Civil War veteran reburied in Noble County

Published:

SARAHSVILLE —Approximately 100 people joined the Abner Robinson family in the reburial of this Civil War veteran on Saturday in Noble County.
Abner Robinson was a member of the 62nd Ohio Volunteer infantry, Company G.
Abner Robinson, Barnes Ridge, Noble County, died in 1893 at age 57 following an accident. He had more than 80 grandchildren. He was buried in a field on his family farm alone  in Marion Township just outside of East Union.
Abner filed for a  Civil War pension as an invalid on Dec. 29, 1882. He was only 47 years old. He died on August 10, 1893, after being struck in the eye with a rusty nail while helping with work on a barn. The illness that killed him was likely tetanus, but at the time, the family feared it was a contagious disease and buried him alone on a hill on Barnes Ridge north of East Union, Ohio.
The farm was subsequently stripmined. His family decided to have his body moved and reinterred at Village View Cemetery in Sarahsville where his mother and a brother also are buried.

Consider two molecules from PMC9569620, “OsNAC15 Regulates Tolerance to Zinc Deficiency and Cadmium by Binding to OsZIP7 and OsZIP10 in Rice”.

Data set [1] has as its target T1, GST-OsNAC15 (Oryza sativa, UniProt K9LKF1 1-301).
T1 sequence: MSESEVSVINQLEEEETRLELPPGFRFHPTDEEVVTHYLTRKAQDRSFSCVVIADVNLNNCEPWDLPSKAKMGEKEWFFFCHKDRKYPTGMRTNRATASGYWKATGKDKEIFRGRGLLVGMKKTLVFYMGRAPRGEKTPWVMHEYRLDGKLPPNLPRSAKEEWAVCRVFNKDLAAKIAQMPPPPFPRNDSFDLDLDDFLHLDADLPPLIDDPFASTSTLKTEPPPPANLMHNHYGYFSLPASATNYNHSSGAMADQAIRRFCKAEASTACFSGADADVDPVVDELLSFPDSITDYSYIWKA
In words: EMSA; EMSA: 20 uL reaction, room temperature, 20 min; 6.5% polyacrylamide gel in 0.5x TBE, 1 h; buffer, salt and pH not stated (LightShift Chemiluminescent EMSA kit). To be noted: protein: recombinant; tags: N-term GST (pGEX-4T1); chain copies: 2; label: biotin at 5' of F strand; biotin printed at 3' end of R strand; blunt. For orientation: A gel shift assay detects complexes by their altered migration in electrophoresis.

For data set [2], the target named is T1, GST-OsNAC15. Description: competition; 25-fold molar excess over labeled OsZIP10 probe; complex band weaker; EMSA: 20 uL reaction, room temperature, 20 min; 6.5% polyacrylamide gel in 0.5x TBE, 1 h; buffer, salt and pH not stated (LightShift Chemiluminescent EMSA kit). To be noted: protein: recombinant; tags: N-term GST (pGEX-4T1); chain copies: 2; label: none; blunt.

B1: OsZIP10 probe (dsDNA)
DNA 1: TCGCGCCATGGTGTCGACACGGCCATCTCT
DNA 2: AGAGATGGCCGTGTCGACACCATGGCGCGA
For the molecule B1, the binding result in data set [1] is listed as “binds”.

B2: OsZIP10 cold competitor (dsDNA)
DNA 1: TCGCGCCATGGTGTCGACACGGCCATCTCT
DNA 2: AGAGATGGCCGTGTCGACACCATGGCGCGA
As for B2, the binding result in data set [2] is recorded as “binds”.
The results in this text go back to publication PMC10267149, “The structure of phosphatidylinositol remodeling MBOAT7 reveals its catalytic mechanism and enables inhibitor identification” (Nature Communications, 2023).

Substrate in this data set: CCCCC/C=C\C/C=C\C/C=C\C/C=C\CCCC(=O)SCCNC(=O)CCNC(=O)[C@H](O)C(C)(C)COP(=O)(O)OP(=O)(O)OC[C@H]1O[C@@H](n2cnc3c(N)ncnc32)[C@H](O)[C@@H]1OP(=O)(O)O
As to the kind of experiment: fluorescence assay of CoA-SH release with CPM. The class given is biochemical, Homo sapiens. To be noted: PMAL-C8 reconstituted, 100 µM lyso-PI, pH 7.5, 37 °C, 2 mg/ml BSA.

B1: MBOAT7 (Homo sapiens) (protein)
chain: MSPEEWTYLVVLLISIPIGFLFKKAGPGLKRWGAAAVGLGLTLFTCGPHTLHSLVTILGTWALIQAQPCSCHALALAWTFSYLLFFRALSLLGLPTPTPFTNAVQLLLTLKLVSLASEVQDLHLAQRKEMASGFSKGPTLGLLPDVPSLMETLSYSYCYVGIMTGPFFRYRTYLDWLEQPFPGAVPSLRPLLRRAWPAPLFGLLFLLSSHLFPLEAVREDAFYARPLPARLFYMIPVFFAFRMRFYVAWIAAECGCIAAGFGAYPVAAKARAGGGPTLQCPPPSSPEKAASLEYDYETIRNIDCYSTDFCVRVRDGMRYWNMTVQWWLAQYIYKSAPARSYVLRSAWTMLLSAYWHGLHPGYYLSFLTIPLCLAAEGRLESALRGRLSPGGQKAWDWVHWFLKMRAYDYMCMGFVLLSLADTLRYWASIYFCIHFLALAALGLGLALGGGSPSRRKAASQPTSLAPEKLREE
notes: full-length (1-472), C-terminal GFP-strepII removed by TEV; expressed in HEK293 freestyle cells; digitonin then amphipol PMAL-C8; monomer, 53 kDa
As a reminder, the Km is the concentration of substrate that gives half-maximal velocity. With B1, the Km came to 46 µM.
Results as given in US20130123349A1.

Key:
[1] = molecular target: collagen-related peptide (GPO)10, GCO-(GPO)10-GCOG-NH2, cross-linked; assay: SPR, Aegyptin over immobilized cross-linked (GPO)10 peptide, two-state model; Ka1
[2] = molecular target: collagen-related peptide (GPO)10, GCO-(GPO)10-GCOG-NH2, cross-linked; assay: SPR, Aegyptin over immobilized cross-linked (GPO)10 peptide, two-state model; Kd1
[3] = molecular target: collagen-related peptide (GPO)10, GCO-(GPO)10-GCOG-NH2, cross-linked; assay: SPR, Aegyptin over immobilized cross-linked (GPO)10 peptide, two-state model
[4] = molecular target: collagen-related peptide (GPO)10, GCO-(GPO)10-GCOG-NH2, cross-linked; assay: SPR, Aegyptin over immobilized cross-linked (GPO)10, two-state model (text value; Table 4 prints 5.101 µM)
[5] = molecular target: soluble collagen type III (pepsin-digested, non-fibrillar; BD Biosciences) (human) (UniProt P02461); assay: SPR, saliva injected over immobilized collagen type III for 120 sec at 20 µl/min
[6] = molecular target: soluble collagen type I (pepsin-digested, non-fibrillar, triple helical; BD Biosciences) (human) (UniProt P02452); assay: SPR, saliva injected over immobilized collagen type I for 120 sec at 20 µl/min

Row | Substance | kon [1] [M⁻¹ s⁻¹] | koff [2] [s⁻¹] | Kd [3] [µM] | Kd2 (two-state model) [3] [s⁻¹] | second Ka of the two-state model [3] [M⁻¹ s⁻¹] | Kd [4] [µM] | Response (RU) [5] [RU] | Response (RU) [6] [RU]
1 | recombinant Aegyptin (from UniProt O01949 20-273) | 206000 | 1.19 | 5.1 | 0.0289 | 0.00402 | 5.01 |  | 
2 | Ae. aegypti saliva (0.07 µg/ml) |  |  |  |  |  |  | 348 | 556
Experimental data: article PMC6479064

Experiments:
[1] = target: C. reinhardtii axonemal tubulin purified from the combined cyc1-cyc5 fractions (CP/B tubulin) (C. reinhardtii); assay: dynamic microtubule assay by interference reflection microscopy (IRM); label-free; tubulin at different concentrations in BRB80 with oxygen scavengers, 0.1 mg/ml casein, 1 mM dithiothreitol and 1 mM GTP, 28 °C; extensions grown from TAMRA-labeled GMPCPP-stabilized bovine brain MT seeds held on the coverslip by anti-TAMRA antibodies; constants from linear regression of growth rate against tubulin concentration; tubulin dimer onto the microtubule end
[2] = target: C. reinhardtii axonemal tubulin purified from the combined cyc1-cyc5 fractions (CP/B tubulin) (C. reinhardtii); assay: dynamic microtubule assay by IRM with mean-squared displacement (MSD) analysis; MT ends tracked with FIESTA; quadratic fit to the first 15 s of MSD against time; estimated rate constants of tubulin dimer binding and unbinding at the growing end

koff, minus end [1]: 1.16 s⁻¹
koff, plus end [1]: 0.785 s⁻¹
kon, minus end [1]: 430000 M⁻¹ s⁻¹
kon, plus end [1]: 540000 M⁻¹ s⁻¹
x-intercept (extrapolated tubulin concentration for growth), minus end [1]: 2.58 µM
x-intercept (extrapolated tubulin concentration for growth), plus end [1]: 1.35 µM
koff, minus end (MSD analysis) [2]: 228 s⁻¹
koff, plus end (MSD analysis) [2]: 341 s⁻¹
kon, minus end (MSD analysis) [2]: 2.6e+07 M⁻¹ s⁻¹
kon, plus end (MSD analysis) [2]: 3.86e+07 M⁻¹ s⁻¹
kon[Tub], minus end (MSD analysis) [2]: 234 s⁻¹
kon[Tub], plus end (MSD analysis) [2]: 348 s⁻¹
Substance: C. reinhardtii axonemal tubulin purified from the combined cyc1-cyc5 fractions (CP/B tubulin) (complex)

On Oct. 5, in the 120th year of his death, the Fearing Camp #2 Sons of Union Veterans of the Civil War escorted Abner Robinson’s remains in a new casket to the cemetery and performed a Civil War ceremony, including a six-musket salute.
Past Ohio Department Commander Jonathan Davis, a Sons of Union Veterans member, attended and spoke in the personage of Governor William F. Dennison, the first Civil War governor of Ohio.
Abner Robinson’s new cherry casket was made by the Amish under the direction of Ken Perkins of McVay-Perkins Funeral Home, who assisted the family with the disinterment and reinterment.
The casket was carried in a vintage horse drawn hearse by Robert Baird of Troy, Ohio.
“When he was exhumed on Tuesday, we found the cedar casket helped preserve Abner and were able to extract his bones from the grave to move to Sarahsville,” said Judy Robinson, whose husband Jackie is Abner Robinson’s great-great-grandson.
A marble headstone with cut stone base, marking Abner Robinson’s first grave, was taken to Gallagher Monuments to be cleaned and set at the new grave site at a date in the future, she said.

 

Want to leave your comments?

Sign in or Register to comment.